Dr. Nanette Hatzes (April 27, 1952 – October 2, 2020)
Born April 27, 1952 in Washington, D.C.
Dr. Hatzes left this earthly plane on October 2, 2020, the same day as her mother, Maylou Hatzes. Only those two could pull off a stunt like that. Nanette was a beloved artistic creative powerhouse, known by many locally as the mother of “The Goddess Project,” “The Art Attack,” and “Project Burundi.” She enjoyed sneaking around Gettysburg in the wee hours, her granddaughter in tow, posting her art all around town for people to take. It appealed to her two sides, the outlaw and the artist. Her most recently finished book, a memoir of her life through her years of journaling and doodling, was just published and is available at Lark Gifts.
She was an outspoken and ardent supporter of local arts, supporting the Adams County Arts Council and she was one of the original founding members of the Gettysburg Artworks, which existed for years on West Middle Street. She taught at Gettysburg High School while pursuing her master’s degree, and she maintained many of the friendships she fostered there with staff and students alike.
Always the chronic overachiever, Nanette received her PhD in 1995 from UConn and spent time as a professor and coordinator of disability services at Mount Saint Mary’s College, Penn State Mont Alto and retired from Shippensburg University in 2010.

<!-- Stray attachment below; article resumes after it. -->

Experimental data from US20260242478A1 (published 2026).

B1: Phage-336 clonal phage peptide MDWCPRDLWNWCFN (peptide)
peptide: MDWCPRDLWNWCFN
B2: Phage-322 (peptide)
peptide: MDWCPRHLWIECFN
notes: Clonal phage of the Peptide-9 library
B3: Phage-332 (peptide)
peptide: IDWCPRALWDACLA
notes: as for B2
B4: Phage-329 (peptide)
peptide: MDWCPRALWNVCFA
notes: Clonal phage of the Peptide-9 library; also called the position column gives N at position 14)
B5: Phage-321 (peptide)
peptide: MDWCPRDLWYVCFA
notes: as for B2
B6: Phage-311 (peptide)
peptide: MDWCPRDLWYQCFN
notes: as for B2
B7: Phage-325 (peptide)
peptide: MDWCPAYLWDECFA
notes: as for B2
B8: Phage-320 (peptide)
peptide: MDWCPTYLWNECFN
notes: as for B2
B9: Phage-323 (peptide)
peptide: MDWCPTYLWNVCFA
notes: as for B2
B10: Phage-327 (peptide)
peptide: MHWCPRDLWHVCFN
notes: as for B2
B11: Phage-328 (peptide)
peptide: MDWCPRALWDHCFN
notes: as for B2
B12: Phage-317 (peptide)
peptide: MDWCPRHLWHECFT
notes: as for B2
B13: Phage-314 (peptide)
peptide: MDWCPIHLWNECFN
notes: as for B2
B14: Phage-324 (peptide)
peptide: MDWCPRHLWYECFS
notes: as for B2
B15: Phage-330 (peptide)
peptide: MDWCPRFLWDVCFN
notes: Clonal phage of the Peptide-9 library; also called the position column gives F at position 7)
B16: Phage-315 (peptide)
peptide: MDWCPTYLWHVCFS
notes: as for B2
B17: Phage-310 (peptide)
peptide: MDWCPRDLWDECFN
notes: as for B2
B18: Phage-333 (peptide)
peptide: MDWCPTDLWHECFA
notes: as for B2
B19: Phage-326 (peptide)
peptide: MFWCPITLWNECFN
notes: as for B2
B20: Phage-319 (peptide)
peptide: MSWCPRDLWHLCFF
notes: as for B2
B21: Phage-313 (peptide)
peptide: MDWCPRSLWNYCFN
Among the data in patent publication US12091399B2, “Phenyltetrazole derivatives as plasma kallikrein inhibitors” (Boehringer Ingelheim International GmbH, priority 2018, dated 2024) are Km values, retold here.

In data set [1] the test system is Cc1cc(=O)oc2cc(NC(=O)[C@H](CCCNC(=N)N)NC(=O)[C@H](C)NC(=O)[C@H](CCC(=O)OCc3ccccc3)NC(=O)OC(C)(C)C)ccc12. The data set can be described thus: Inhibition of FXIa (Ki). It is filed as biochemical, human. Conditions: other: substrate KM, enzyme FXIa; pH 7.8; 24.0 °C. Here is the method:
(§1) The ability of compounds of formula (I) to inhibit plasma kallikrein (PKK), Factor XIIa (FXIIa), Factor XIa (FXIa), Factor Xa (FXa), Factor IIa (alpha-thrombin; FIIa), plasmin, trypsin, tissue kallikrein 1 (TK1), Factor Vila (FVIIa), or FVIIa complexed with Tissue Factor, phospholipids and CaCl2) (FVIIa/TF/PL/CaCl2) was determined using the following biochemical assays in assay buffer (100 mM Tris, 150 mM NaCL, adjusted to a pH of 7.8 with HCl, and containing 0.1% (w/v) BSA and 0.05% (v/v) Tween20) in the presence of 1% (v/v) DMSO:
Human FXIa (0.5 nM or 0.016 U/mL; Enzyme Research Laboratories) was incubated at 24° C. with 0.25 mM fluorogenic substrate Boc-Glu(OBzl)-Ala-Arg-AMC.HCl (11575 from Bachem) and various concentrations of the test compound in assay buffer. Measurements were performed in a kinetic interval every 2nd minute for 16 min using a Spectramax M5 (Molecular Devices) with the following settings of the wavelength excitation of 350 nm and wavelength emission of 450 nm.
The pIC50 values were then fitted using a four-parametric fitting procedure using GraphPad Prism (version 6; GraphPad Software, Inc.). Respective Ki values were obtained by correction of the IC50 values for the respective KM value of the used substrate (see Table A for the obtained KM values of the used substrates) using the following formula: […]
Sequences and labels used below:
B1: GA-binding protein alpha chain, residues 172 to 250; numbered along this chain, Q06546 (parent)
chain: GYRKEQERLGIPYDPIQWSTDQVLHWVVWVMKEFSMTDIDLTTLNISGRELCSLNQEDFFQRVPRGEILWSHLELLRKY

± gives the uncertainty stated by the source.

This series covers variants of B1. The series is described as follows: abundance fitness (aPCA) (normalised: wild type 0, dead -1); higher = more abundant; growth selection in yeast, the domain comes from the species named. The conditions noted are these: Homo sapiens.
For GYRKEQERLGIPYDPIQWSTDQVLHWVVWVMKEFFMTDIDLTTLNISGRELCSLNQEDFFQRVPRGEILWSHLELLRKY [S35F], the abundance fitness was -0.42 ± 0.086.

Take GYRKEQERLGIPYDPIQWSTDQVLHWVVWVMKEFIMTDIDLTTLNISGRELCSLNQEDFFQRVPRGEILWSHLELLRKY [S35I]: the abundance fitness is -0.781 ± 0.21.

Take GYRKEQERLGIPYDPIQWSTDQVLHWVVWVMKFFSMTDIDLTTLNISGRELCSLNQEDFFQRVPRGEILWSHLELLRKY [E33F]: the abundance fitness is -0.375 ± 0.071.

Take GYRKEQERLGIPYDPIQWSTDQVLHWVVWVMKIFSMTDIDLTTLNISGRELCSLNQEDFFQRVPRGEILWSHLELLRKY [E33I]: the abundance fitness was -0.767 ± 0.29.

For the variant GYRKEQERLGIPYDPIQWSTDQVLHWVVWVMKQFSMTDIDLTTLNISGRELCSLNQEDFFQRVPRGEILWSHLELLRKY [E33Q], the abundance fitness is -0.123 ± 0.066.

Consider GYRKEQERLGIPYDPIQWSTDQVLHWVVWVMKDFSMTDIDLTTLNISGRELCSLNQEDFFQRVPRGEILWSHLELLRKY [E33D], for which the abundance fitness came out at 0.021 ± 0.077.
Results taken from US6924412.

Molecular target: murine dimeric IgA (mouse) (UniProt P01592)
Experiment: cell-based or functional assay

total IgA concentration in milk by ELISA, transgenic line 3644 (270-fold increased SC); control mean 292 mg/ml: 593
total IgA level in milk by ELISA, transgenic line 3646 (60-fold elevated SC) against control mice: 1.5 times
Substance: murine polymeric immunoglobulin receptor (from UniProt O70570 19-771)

To those that knew her, she was an open door, open hearted woman, who welcomed all she met into her world. All who knew her knew that her creativity and passion was boundless, infinite and inspirational. Services will be (as you may expect) unconventional. Look to her Facebook page for upcoming dates. She wants us to party and listen to music and drink wine, tell stories and talk all about her. Shouldn’t be a hard task for any of those who knew and loved her!
Nanette is survived by her husband of 25 years, Michael (Max) Bramel of Gettysburg, PA and her daughter, Brooke (Corinne) Higgs 46, of Orrtanna, PA. Also surviving are her son-in-law, Steve Higgs, 46; granddaughter, Maida Higgs, 17; grandson, Stephen Higgs, 13; adopted daughter, Aline Niyonkuru and adopted grandson, Nathan Niyonkuru; sisters Therese and Michele; brothers, Christopher Hatzes, Robert (Bob) Hatzes, and Robby Sherwin-Hatzes; nieces and nephews, too numerous to count. She was preceded in death by her sister, Helene Hatzes-Paci and her beloved grandmother, Maida Harang.
We give special thanks to her closest friends who acted as caregivers over these last few years months: Kerry Urcuyo, Julie Griffin, Sarah Stokely, Leslie Hancock, and Monica Schafer. You were the rocks we leaned upon when things got tough. But as Nan often quoted, “When the going gets weird, the weird turn pro” and you guys were her pros.